should include the number of items, a description of the items, and
the using department. In addition, the inclusion of a BI test pack should
be documented on the log form for all cycles containing BIs. This information
should be specific rather than generic - six OR Mayo scissors, not six
OR peel packs. Any PCDs included in the load should be documented as
well. All information should be written neatly and legibly. The use
of whiteout to correct errors is prohibited, because it could suggest
that the records were altered. Instead, the operator should draw a line
through the incorrect information and initial it.
- All cycles
run, including dynamic air-removal tests and aborted cycles, must be
- All sheets
from dynamic air removal tests should be saved.
- All BI
test results should be carefully documented. This includes the lot control
number of the BI vial, the lot control number of the control vial, the
time the BI was placed in thenincubator or autoreader, the time it was
removed and read, the name of the person(s) incubating or final reading
the BI, etc.
- The sterilizer
printouts should be removed (either after each cycle or at the end of
the day) and placed inside the preprinted envelope along with any CIs
run in the load. To identify the sterilizer and load, a lot control
sticker indicating the load number should be affixed to the CI or printout.
- The printout
for each cycle run (regardless of the sterilization method) must be
reviewed by the sterilizer operator and signed verifying all parameters
of the results of the chemical indicators should be documented on the
Sterilization Log Form
Lot control numbers are required so that each sterilized device can be tracked.
This information is important in the event of a sterilizer malfunction necessitating
a recall of the processed items. Each sterilizer should be labeled with
a number (e.g., #1, #2) so that sterilizers can be differentiated in the
event of a sterilizer malfunction. The lot control information, which should
include the sterilizer number, the cycle or load number, and date of sterilization,
is usually affixed to each item with a lot control label gun. It is important
to verify that the lot control information is accurate before affixing the
labels to the packages. Therefore, the CS/SPD technician should double-check
the lot control information before each cycle.
Event Related Sterility Dating - Monitoring of compliance with Event
Related Dating is recommended. Each month a different area of the facility
should be visited and the storage areas reviewed for compliance. Look for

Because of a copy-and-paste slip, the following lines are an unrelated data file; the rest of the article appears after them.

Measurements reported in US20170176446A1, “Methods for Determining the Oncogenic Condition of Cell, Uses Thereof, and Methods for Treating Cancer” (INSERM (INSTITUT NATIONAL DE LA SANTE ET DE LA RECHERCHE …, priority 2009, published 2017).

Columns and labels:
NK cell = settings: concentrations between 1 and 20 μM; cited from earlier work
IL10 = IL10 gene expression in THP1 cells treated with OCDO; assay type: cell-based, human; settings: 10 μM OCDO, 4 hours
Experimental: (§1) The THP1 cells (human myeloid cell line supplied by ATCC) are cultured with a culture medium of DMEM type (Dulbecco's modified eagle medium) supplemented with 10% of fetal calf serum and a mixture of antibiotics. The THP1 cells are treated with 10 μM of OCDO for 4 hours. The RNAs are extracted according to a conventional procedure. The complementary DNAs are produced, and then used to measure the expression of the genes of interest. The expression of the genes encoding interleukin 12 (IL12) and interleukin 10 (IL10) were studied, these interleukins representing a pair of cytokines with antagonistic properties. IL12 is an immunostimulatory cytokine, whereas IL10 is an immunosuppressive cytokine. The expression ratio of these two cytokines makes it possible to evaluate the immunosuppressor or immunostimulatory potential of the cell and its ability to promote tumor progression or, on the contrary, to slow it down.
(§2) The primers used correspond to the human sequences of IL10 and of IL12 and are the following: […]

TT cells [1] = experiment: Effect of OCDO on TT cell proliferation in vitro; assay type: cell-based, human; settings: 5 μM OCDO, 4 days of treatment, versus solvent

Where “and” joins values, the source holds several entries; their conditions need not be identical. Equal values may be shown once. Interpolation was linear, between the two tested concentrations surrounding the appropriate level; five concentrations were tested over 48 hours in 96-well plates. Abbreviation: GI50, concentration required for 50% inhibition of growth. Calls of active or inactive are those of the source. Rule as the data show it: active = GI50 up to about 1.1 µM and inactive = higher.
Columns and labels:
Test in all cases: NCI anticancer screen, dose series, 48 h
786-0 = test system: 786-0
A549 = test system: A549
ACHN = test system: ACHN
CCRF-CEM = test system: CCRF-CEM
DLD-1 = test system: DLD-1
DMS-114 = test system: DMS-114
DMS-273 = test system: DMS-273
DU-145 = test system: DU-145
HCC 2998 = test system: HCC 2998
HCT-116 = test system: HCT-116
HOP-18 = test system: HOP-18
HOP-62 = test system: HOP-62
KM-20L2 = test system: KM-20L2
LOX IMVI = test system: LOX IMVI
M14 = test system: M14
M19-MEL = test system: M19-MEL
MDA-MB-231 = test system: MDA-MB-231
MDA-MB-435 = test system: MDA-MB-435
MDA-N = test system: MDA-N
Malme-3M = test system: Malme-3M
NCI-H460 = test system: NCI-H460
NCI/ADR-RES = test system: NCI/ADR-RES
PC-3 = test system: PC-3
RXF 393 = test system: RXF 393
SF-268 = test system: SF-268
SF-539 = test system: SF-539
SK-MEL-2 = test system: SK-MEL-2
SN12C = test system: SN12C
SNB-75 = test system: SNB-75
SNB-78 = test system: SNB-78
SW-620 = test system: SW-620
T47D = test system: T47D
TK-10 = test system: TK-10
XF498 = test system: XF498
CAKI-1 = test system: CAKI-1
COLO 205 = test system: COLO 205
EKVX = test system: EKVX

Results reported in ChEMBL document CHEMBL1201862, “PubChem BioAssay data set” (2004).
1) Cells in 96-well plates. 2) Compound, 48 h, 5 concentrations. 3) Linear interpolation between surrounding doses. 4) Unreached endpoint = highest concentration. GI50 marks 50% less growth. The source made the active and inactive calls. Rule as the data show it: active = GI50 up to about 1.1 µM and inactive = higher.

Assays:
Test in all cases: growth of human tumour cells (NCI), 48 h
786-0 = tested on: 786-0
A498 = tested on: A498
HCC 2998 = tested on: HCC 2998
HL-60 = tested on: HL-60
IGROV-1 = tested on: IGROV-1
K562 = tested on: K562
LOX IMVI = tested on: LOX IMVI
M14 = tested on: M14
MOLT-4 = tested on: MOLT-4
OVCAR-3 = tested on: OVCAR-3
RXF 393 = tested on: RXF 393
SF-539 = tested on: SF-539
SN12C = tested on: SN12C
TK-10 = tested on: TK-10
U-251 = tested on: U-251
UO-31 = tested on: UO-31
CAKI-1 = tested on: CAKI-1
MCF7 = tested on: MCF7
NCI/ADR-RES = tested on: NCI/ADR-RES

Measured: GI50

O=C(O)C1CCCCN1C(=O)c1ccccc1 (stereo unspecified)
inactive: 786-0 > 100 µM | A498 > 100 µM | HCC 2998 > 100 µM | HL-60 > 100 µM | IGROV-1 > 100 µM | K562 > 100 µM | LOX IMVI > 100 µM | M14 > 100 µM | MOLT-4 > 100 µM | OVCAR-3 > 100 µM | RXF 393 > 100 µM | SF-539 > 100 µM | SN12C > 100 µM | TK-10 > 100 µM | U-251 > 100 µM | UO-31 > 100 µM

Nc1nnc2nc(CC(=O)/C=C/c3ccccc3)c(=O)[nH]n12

trays that have damaged packaging or dust covers that have been removed,
stained packages, storage under sinks, etc. Note the non-compliance issues
and discuss with the manager for the area. The Sterile Processing sterile
storage area should also be monitored for compliance with cleaning of shelves
and bins, no cardboard in the area, etc. When performing monitoring, look
for expiration dates for dated items from outside manufacturers and remove
them if outdated.
Implants - All implants should be documented on the Sterilization
Log form however it is helpful to keep a separate Implant Log form to help
identify implants in the event of a recall. A sample Implant Log form
is at the end of this Inservice. Implants should not be released until
the result of the biological test is known. This is an AAMI, AORN and CDC
recommendation. However, if there is a documented emergency and an implant
must be released before the BI test result is known, this should be documented
on the Waiver form. A sample form is available in the AAMI ST-79 document.
CJD - Due to the difficulty inactivating prions, when known or suspect
patients have eye, brain or spinal cord surgery, their instruments should
receive special prion processing. This should be documented on a form similar
to the implant log to be able to quickly identify instruments and how they
Rigid Container Testing - Rigid containers require pre-purchase biological
testing as well as ongoing (annual) bi testing. The pre-purchase and annual
testing should be documented and records kept where they can be retrieved.
Some facilities copy the results from the BI record book and save them in
a file folder labeled Rigid Container testing so facilitate location of
Recalls - If there is a positive BI a recall of products processed
in the affected sterilizer, back to the last known negative BI must be performed.
The actions taken must be documented. Usually, as items from the affected
loads are retrieved, a line is placed through the description on the Sterilization
Log form. If the device cannot be located or was already used, the item
should be circled and noted (not found, already used). Any similar process
is acceptable as long as the records show who retrieved the items, what
items were retrieved and when they were retrieved.
Outside Manufacturer Recalls - Sometimes manufacturers have recalls
of their products. If the product is used within your department or dispensed
from your department, it is your department's responsibility to retrieve
the product from the various locations and return to the manufacturer per
their instructions. The same documentation as an in-house recall is needed;
when the recall notice was received, how it was received (e.g. FAX, email),
when the products were retrieved, from what locations were they retrieved
and when, where and how the recalled items were shipped back to the manufacturer.
Sample of Implant Log
Yes or No
for the Advancement of Medical Instrumentation. Comprehensive Guide
to Steam Sterilization and Sterility Assurance in Healthcare Facilities.
Basics of Sterile Processing, First Edition, Sterile Processing
University, LLC, 2006.